research

Peninsula Hot Springs is committed to expanding our knowledge of and contribution to best practices in the hot springs industry. We value research and share worldwide wellness data and initiatives. We know our waters are of benefit, and we’re committed to sharing that with our guests and peers by applying new practices.

research leaders

Peninsula Hot Springs is a member of the Global Hot Springs Forum alongside representatives from New Zealand, USA, France, Japan, Mexico and Peru.

During the 2014 Global Spa and Wellness Summit in Morocco, an expert panel identified that geothermal springs operators worldwide were calling for more research in the burgeoning $50 billion industry. Past research has primarily focused on balneotherapy, while a fundamental understanding of who visits hot springs and the purpose for their visits has not been captured.

With this in mind, Peninsula Hot Springs has made an industry-leading commitment to international geothermal health and wellness tourism research.

research partners

Peninsula Hot Springs partnered with RMIT University’s School of Health and Biomedical Sciences for an innovative Victorian study exploring the characteristics, motivations and experiences of people bathing at Peninsula Hot Springs.

The ‘Indulgence or Therapy’ research is a first for Victoria. RMIT received more than 4000 responses to an online survey with results published in the Asia Pacific Journal of Tourism Research in March 2017.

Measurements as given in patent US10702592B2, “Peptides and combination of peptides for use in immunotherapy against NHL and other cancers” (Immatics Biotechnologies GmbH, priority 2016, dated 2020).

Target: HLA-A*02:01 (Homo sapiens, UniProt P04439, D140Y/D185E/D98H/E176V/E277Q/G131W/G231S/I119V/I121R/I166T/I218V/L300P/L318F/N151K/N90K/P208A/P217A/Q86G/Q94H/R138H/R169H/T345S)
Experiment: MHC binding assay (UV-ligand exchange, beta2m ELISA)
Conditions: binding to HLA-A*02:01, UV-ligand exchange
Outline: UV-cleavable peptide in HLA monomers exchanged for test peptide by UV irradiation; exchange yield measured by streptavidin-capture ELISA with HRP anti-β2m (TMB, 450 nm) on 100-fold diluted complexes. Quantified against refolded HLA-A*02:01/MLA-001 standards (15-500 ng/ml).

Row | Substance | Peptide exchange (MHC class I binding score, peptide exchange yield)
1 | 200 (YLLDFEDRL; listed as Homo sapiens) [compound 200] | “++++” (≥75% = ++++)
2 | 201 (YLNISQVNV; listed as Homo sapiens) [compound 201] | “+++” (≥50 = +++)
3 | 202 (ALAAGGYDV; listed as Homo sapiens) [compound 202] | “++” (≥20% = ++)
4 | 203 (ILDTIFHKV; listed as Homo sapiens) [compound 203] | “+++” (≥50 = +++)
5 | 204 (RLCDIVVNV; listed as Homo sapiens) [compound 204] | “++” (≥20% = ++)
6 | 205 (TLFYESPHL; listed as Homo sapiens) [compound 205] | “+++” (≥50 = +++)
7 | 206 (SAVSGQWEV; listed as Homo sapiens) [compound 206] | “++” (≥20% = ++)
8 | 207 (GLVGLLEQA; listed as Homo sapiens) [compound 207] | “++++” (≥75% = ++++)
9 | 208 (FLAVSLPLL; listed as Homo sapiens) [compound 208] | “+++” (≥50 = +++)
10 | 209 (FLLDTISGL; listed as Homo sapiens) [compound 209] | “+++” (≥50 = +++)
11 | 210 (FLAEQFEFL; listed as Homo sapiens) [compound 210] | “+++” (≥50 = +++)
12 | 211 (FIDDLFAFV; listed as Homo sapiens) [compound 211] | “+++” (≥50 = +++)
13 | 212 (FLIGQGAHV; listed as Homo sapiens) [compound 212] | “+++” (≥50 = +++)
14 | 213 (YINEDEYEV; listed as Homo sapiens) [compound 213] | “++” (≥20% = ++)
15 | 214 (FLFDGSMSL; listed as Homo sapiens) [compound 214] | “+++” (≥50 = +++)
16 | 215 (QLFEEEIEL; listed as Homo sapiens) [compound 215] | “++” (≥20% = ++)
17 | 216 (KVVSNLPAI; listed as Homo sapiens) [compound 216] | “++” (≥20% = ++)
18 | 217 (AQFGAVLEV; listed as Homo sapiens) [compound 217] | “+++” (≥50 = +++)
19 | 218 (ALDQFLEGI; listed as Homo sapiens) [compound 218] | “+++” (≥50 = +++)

RMIT University performed a cross-sectional observational study through an online Qualtrics survey to assess the characteristics, motivations and experiences of visitors to Australia’s largest commercial hot spring.

Primary analysis of data from 4,265 mostly female respondents involved descriptive statistics, which aimed to describe trends around respondents’ characteristics, motivations and experiences. The data on respondents’ medical conditions was further analysed to determine the perceived benefit/harm for each condition.

Analysis revealed that “relaxation,” “peace and tranquility,” “indulgence” and “escape” were the most important motivators for bathing.

Most respondents reported general health benefits (98%) and better sleep (82%) from bathing. One third of respondents also had medical conditions. Significant benefits were reported for back pain, arthritis, stress and anxiety, depression and insomnia.

These results suggest that while relaxation is currently the major driver of hot spring visitation, balneotherapy warrants consideration from Australian health practitioners and insurers as a complementary therapy.

Our team continues to explore and expand on our knowledge of the lasting benefits of our waters.

 

 

 

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